The Passion of the Christ

© 2004 Ray Wong

Amid controversies, Mel Gibson produced and directed THE PASSION OF THE CHRIST with his own money and much conviction. Regardless of our faith and religion, we must agree that the film is powerful and provocative. One can argue if it can be called “entertainment” at all.

THE PASSION OF THE CHRIST chronicles the last twelve hours of Jesus of Nazareth’s life, culminating in his crucifixion and death (with a brief epilogue with the resurrection). Those who are familiar with the Bible would be familiar with the story. The film begins in the Garden of Olives, where Jesus must resist the temptations of Satan. Betrayed by Judas, Jesus is arrested and taken to Jerusalem. The Pharisees, led by High Priest Caiaphas, accuse Jesus of blasphemy and condemn him to death. They urge the Roman governor Pontius Pilate to execute Jesus. Seeing no crime and reason to condemn the man to death, Pilate reluctantly agrees to the demands for fear of his own political future. The last half of the film details the beating and flaying of Jesus – possibly the most excruciating and brutal part of the film – the fourteen Stations of the Cross, and finally, his crucifixion and death at Golgotha.

Gibson’s vision is sensational. Though interspersed with flashbacks (the Last Supper, Palm Sunday, Jesus’ life as a carpenter, etc.), the film focuses mostly on the human story and less on the theologies. The use of Mary (Morgenstern) and Magdalene (Belluci) deepen the emotional gravity of the sufferings. Granted, Gibson does inject his own Catholic interpretations and artistic licenses (the long, sweeping shots, the prominence of Mary as the co-sufferer, Veronica with the cloth, the wine of mass, etc.), and granted, this is Gibson’s film, it is still interesting to note which “version of truth” he is presenting here. Non-Catholics or even non-Christians may have a harder time understanding the symbolisms and meanings, as well as the true motives and emotions behind these characters. One does need to go to Sunday school to fully understand the true scope of the story.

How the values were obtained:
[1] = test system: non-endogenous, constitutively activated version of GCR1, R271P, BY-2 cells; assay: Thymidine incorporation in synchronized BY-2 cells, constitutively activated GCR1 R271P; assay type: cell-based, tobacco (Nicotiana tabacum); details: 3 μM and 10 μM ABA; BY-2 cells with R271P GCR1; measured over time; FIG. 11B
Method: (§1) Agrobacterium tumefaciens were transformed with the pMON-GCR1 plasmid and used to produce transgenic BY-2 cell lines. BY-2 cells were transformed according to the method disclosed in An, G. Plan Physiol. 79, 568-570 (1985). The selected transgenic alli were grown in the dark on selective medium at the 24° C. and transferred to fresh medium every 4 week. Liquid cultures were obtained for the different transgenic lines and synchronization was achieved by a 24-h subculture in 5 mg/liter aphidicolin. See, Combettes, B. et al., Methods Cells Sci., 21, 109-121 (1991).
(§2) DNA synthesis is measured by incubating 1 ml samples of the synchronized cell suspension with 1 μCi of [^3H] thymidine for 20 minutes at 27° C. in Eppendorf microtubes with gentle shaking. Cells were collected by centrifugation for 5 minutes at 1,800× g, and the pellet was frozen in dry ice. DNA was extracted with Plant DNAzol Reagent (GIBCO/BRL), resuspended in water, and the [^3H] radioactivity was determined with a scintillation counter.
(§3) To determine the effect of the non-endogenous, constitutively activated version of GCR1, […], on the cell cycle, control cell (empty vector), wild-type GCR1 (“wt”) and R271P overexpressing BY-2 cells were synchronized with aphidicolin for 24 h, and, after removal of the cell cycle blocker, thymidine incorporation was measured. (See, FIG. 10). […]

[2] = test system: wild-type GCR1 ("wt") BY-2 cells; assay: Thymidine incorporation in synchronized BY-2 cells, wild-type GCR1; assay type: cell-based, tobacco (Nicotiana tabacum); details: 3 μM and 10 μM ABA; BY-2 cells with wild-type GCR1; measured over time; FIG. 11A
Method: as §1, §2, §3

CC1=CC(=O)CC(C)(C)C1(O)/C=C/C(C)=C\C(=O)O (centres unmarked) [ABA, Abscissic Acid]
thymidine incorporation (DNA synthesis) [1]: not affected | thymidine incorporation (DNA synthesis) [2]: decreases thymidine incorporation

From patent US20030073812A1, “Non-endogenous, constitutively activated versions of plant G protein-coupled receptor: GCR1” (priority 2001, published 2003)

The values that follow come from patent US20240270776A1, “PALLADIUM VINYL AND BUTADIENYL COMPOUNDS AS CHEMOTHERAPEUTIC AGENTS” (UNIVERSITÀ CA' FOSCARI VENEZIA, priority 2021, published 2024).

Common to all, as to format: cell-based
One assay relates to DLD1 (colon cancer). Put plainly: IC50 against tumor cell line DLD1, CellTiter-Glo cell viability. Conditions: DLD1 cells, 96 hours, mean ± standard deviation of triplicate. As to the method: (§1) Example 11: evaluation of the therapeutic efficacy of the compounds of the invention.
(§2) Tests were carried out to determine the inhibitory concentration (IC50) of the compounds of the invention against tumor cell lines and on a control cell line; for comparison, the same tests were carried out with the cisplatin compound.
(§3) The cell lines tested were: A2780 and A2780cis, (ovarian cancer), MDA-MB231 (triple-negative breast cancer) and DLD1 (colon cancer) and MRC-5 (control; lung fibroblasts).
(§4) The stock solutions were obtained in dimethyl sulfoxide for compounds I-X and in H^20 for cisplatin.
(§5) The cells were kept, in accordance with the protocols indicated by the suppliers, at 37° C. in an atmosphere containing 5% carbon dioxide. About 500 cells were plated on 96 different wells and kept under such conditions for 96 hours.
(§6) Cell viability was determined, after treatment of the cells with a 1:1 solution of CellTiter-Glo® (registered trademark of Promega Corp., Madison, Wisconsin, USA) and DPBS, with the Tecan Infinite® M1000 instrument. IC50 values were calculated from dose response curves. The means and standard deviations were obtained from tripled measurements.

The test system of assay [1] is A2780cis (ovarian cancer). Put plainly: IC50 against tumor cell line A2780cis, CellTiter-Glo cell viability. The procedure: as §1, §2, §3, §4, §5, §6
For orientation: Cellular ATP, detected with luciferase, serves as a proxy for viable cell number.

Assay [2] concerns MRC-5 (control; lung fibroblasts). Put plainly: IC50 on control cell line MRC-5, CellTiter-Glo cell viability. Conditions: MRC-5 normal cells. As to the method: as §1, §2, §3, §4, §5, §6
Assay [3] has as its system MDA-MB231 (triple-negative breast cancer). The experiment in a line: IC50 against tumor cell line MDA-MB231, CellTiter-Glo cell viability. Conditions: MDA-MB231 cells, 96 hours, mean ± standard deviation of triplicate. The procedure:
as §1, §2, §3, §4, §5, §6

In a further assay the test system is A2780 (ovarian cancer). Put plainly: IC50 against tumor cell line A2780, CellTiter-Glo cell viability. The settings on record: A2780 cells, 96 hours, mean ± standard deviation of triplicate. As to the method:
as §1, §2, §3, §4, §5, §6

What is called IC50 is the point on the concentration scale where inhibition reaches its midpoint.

The biggest controversy surrounding the film: Is it anti-Semitic? I do not feel that Gibson has intentionally cast an anti-Semitic light on the film. However, I do think that his portrayal of Pilate as a weak and empathetic ruler against the ruthless and malicious Caiaphas and his clergies could contribute to the sentiment. To his credit, Gibson also portrays the Roman soldiers as mostly cruel bastards while many Jews in the crowd cry in compassion, including Simon who carries the Cross for Jesus.

Controversies aside, the film on its own does achieve significant cinematic grandeur. The cast is outstanding (one would question why Gibson cast mostly Catholic actors in the main roles). Caviezel (FREQUENCY) gives the best performance of his life as Jesus, albeit looking just a tad too handsome and divine like one of those Jesus portraits; his deep eyes movingly convey the anguish, love, compassion and pain. Morgenstern as Mary is heartbreaking, as is Belluci’s Magdalene. To achieve authenticity, the actors speak only in Aramaic, Latin and Hebrew. One small gripe though: Why did Gibson cast Catholic actors in the main roles, even the Jews? For example, Belluci’s Italian beauty is a distraction to me. Not very authentic, is it? The cinematography by Caleb Deschanel is marvelous, evoking strong emotions with sweeping movements, haunting vistas, subtle hues of gray, blue, and red. The music is, unfortunately, typical of any biblical epics, but it does the job well in sustaining the film. Gibson is a talented and skilled director, reminding us that BRAVEHEART was not a fluke. The film is extremely violent and it is almost impossible to look at every frame at times. Like the first half hour of SAVING PRIVATE RYAN, the violence is justified for what the filmmakers are trying to accomplish – to provoke the kind of disgust, horror and pain within the audience itself. For that, Gibson has succeeded in bringing us a work of art that is sure to rouse passionate debates and personal reflections about inhumanities, suffering and intolerance. And that is itself a good thing.

Stars: James Caviezel, Monica Belluci, Maia Morgenstern, Mattia Sbragia, Hristo Shopov, Jarreth Merz
Director: Mel Gibson
Writers: Benedict Fitzgerald, Mel Gibson
Distributor: Newmarket Film
MPAA Rating: R for graphic violence


Script – 8
Performance – 10
Direction – 9
Cinematography – 9
Music/Sound– 8
Editing – 8
Production – 9

Total – 8.8 out of 10

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